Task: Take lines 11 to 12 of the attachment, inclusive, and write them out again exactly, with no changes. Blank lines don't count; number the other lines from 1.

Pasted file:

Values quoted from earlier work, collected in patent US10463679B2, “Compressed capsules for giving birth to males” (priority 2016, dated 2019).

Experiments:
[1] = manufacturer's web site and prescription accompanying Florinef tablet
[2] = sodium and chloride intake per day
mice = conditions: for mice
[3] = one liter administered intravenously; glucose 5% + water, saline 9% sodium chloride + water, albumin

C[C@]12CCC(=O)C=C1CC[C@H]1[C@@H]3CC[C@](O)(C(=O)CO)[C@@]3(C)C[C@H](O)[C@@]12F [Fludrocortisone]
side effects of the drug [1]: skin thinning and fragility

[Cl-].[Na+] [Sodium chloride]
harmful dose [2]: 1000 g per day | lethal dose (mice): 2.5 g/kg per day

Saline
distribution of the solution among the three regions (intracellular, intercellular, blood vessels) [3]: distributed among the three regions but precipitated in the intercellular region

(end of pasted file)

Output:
Saline
distribution of the solution among the three regions (intracellular, intercellular, blood vessels) [3]: distributed among the three regions but precipitated in the intercellular region